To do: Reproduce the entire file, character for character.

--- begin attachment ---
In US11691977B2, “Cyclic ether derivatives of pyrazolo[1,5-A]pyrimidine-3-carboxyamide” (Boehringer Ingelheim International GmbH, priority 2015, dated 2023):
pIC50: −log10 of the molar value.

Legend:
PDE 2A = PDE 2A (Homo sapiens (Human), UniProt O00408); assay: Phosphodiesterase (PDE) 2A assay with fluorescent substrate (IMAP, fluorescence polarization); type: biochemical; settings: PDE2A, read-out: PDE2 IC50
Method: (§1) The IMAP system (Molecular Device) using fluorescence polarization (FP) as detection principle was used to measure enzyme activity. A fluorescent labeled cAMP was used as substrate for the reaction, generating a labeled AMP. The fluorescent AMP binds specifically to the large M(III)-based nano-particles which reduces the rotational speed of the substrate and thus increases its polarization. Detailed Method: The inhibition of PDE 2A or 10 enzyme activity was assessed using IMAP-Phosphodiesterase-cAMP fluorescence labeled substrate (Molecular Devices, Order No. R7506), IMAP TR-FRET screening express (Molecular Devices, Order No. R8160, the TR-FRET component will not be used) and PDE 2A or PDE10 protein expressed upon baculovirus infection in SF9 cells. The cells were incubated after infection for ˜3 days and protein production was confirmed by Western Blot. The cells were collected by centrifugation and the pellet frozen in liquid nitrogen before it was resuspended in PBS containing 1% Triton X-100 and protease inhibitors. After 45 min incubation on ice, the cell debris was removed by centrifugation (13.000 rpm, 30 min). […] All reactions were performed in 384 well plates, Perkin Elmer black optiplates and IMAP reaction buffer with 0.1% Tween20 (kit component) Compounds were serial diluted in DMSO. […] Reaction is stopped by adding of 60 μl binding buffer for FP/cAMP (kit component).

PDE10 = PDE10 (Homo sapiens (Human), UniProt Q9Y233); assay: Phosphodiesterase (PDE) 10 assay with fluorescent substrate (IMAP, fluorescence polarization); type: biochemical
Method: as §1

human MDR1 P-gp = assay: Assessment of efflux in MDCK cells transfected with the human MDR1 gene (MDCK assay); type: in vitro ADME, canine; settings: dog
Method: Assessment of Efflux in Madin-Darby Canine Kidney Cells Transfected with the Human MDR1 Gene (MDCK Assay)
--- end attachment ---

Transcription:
In US11691977B2, “Cyclic ether derivatives of pyrazolo[1,5-A]pyrimidine-3-carboxyamide” (Boehringer Ingelheim International GmbH, priority 2015, dated 2023):
pIC50: −log10 of the molar value.

Legend:
PDE 2A = PDE 2A (Homo sapiens (Human), UniProt O00408); assay: Phosphodiesterase (PDE) 2A assay with fluorescent substrate (IMAP, fluorescence polarization); type: biochemical; settings: PDE2A, read-out: PDE2 IC50
Method: (§1) The IMAP system (Molecular Device) using fluorescence polarization (FP) as detection principle was used to measure enzyme activity. A fluorescent labeled cAMP was used as substrate for the reaction, generating a labeled AMP. The fluorescent AMP binds specifically to the large M(III)-based nano-particles which reduces the rotational speed of the substrate and thus increases its polarization. Detailed Method: The inhibition of PDE 2A or 10 enzyme activity was assessed using IMAP-Phosphodiesterase-cAMP fluorescence labeled substrate (Molecular Devices, Order No. R7506), IMAP TR-FRET screening express (Molecular Devices, Order No. R8160, the TR-FRET component will not be used) and PDE 2A or PDE10 protein expressed upon baculovirus infection in SF9 cells. The cells were incubated after infection for ˜3 days and protein production was confirmed by Western Blot. The cells were collected by centrifugation and the pellet frozen in liquid nitrogen before it was resuspended in PBS containing 1% Triton X-100 and protease inhibitors. After 45 min incubation on ice, the cell debris was removed by centrifugation (13.000 rpm, 30 min). […] All reactions were performed in 384 well plates, Perkin Elmer black optiplates and IMAP reaction buffer with 0.1% Tween20 (kit component) Compounds were serial diluted in DMSO. […] Reaction is stopped by adding of 60 μl binding buffer for FP/cAMP (kit component).

PDE10 = PDE10 (Homo sapiens (Human), UniProt Q9Y233); assay: Phosphodiesterase (PDE) 10 assay with fluorescent substrate (IMAP, fluorescence polarization); type: biochemical
Method: as §1

human MDR1 P-gp = assay: Assessment of efflux in MDCK cells transfected with the human MDR1 gene (MDCK assay); type: in vitro ADME, canine; settings: dog
Method: Assessment of Efflux in Madin-Darby Canine Kidney Cells Transfected with the Human MDR1 Gene (MDCK Assay)